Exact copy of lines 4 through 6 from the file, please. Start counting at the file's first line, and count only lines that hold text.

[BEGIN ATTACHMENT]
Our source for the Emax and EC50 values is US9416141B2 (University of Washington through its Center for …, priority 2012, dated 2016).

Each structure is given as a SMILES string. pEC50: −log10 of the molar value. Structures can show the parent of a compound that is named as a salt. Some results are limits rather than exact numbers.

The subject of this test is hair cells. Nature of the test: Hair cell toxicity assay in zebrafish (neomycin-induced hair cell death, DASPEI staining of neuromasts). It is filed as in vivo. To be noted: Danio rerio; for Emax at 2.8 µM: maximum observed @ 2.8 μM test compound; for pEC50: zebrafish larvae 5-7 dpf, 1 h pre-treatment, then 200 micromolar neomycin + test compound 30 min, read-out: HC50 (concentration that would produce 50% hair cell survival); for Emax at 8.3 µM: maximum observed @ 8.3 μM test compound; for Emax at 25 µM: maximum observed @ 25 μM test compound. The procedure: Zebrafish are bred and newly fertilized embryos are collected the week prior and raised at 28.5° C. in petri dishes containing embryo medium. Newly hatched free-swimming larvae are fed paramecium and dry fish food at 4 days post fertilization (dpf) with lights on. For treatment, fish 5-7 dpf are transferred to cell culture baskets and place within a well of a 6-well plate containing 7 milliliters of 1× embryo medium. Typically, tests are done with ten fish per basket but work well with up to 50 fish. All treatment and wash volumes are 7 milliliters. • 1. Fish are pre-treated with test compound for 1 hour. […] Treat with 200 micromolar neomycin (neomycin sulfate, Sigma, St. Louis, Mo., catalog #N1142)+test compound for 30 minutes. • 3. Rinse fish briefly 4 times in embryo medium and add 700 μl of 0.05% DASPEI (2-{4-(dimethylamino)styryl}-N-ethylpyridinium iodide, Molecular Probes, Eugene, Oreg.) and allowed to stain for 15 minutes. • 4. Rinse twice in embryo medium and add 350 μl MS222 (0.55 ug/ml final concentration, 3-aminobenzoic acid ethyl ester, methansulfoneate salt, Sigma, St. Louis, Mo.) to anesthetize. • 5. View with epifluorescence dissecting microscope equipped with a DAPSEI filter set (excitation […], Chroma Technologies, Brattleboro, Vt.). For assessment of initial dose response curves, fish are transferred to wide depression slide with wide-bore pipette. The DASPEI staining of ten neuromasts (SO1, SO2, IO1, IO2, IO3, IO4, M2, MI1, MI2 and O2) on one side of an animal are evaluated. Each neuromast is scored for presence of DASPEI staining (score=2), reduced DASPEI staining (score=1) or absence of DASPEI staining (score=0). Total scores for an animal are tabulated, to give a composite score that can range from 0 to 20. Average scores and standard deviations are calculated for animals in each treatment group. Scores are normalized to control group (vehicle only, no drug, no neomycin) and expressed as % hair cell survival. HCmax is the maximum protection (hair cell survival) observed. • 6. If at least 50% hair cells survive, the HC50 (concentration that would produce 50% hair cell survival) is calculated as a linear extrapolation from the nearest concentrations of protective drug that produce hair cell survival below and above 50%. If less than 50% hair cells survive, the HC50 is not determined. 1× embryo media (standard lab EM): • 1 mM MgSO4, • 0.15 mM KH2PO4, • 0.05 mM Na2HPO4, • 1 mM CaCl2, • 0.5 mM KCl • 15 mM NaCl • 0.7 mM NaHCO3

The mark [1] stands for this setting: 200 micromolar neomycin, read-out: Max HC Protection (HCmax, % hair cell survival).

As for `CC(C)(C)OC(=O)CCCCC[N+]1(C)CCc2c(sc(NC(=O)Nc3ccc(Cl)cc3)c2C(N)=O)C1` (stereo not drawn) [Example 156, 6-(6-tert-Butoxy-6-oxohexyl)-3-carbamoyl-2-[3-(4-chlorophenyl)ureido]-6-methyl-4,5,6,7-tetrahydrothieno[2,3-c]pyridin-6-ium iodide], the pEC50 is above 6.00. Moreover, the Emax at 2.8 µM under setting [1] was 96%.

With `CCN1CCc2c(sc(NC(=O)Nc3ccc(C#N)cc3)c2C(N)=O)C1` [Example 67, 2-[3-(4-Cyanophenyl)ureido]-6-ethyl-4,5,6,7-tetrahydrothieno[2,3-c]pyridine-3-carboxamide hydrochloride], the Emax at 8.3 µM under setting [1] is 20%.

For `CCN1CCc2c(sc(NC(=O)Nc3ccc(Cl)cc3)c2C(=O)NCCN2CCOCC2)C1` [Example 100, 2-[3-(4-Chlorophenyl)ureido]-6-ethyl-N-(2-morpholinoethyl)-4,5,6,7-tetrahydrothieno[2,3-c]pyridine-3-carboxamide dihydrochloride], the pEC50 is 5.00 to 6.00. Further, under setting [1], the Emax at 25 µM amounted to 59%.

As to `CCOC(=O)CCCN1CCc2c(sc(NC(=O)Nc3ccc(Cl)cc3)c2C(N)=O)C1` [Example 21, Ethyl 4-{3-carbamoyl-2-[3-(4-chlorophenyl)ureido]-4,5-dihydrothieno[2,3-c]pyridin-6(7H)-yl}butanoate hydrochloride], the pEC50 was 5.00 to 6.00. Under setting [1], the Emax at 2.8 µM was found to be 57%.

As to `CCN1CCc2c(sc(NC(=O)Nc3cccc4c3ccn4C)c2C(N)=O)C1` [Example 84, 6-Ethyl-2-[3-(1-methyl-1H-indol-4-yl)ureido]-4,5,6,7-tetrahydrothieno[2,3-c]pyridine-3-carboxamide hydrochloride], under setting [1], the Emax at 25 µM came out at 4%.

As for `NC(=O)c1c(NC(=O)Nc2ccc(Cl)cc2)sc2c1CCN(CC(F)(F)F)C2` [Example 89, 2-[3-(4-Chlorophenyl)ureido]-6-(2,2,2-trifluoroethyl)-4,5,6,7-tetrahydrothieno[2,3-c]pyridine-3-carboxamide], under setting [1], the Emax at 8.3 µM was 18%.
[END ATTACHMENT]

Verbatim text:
The mark [1] stands for this setting: 200 micromolar neomycin, read-out: Max HC Protection (HCmax, % hair cell survival).

As for `CC(C)(C)OC(=O)CCCCC[N+]1(C)CCc2c(sc(NC(=O)Nc3ccc(Cl)cc3)c2C(N)=O)C1` (stereo not drawn) [Example 156, 6-(6-tert-Butoxy-6-oxohexyl)-3-carbamoyl-2-[3-(4-chlorophenyl)ureido]-6-methyl-4,5,6,7-tetrahydrothieno[2,3-c]pyridin-6-ium iodide], the pEC50 is above 6.00. Moreover, the Emax at 2.8 µM under setting [1] was 96%.

With `CCN1CCc2c(sc(NC(=O)Nc3ccc(C#N)cc3)c2C(N)=O)C1` [Example 67, 2-[3-(4-Cyanophenyl)ureido]-6-ethyl-4,5,6,7-tetrahydrothieno[2,3-c]pyridine-3-carboxamide hydrochloride], the Emax at 8.3 µM under setting [1] is 20%.